202.662.5090
Muftiah M. McCartin, Regulatory & Public Policy Attorney, Covington Law Firm
Of Counsel

Muftiah McCartin is co-chair of the Public Policy Practice Group. She specializes in providing advice and guidance to clients on legislative and regulatory strategies.

Ms. McCartin has been praised by congressional leaders for “her policy and technical expertise [that] have served both sides of the aisle over many years," for "personif[ying] competence, professionalism and courtesy," and for being “one of the most able people with whom I have worked during the 30 years I have been here." Her distinguished public service career in the U.S. House of Representatives includes senior positions with the Rules Committee, the Appropriations Committee, and the Parliamentarian's Office. She has breadth of congressional experience across the spectrum of committees and offices and in interfacing with regulatory agencies, and she has breadth of experience in private practice advising a broad range of industries that face legislative and regulatory challenges. This experience makes her particularly well-suited to represent clients effectively on a broad spectrum of issues, whether the client is well-established in Washington, seeking to establish a Washington presence for the first time, or relying entirely on Washington counsel.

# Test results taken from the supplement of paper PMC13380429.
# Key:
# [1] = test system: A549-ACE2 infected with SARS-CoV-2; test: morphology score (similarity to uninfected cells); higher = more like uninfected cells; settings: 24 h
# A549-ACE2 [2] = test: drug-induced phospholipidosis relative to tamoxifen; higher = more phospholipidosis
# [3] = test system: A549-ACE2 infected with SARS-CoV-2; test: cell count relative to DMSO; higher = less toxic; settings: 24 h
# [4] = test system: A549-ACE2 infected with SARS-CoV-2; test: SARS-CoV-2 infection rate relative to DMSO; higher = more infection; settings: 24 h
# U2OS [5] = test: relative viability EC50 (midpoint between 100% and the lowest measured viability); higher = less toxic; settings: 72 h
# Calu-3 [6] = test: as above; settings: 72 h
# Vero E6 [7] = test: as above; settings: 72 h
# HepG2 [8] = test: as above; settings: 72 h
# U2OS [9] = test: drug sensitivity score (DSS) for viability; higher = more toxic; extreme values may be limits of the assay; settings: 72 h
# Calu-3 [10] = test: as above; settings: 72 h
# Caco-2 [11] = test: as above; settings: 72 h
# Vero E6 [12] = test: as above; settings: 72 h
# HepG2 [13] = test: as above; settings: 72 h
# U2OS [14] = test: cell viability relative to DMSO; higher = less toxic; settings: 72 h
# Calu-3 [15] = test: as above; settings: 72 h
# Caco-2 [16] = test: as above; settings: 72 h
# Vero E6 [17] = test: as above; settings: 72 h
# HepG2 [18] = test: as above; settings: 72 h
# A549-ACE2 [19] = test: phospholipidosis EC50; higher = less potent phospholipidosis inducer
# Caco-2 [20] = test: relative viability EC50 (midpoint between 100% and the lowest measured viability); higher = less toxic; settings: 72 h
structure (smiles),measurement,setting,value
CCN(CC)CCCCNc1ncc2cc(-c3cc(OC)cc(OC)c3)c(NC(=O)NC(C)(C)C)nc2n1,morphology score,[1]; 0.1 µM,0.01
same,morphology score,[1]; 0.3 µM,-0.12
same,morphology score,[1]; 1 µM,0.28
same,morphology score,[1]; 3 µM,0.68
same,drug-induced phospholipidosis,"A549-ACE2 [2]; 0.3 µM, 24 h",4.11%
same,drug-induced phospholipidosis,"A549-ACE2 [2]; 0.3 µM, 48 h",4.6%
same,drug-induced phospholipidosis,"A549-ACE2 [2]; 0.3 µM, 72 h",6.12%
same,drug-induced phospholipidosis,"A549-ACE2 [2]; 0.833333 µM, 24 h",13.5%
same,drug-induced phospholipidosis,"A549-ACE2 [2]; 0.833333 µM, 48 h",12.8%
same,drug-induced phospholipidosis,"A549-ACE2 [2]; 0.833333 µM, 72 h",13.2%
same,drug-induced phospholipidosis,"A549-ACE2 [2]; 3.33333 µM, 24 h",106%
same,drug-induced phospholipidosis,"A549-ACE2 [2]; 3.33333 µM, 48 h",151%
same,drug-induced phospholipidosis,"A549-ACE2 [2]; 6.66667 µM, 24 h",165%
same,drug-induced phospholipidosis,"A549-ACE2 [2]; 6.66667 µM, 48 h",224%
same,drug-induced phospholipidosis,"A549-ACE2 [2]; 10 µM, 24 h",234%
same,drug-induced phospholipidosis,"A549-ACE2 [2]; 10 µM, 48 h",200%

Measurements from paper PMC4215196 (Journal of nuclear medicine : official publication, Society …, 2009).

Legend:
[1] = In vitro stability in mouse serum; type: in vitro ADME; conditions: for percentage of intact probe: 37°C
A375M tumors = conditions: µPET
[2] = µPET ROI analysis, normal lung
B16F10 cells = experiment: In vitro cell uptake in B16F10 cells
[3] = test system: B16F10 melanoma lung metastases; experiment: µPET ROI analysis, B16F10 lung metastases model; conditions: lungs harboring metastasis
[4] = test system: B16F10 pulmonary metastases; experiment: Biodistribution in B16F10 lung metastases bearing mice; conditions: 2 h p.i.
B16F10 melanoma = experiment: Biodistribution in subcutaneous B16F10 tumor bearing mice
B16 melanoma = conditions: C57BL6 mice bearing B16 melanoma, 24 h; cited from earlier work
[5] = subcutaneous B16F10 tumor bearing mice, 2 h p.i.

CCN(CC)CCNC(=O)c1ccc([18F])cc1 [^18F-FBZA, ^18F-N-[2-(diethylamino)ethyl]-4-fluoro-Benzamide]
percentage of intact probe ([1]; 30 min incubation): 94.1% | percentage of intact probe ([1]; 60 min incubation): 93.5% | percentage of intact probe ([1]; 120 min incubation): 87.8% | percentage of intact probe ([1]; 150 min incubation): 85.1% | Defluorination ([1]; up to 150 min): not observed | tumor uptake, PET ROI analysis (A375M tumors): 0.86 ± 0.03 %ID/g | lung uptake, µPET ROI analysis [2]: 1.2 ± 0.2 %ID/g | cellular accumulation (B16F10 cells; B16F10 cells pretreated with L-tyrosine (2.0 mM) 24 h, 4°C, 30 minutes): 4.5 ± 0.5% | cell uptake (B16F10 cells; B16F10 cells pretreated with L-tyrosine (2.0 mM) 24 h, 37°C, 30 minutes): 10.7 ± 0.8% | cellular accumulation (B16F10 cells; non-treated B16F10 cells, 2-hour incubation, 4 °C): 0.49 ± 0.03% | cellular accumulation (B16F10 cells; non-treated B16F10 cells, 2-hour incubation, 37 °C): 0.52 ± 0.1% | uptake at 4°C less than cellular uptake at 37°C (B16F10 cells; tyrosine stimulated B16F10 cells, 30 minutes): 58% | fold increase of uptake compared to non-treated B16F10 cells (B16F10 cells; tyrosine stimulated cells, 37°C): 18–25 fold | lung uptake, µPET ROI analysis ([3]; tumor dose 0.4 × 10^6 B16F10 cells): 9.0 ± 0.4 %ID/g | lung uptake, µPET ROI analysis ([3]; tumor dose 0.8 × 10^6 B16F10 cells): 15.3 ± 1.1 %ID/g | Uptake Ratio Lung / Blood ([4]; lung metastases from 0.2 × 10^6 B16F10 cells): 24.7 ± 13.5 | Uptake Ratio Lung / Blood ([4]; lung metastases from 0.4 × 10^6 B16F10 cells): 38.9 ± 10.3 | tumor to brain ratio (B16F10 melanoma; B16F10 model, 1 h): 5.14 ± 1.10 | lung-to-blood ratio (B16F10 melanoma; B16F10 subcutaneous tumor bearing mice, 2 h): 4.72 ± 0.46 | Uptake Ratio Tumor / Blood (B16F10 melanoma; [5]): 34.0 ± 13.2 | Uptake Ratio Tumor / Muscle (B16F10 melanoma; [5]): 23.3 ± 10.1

202.662.5510
Richard Hertling, Covington, public policy lawyer
Of Counsel

Richard Hertling provides regulatory and legislative advice and guidance and lobbying to a diverse set of clients in a range of industries. He joined the firm after more than 27 years of federal government service that included senior positions in both Houses of Congress and the Justice Department, during which he was respected for developing strategic and tactical approaches to advance legislation. He brings those same skills to bear for clients with complex policy challenges.

While holding senior positions on Capitol Hill and at the Department of Justice, Mr....

202-662-5669
Josh DeBold, Covington, Litigation Attorney, Government Attorney, Washington DC
Associate

Josh DeBold represents companies in internal investigations and investigations by Congress, DOJ, the SEC, the Treasury Department, state attorneys general, and other federal and state enforcement authorities. Mr. DeBold also has broad experience in consumer, False Claims Act, and other litigation matters before federal and state courts throughout the country.

Mr. DeBold recently served as Special Counsel for the United States Senate Permanent Subcommittee on Investigations in its investigation of online sex trafficking.

202 662 5554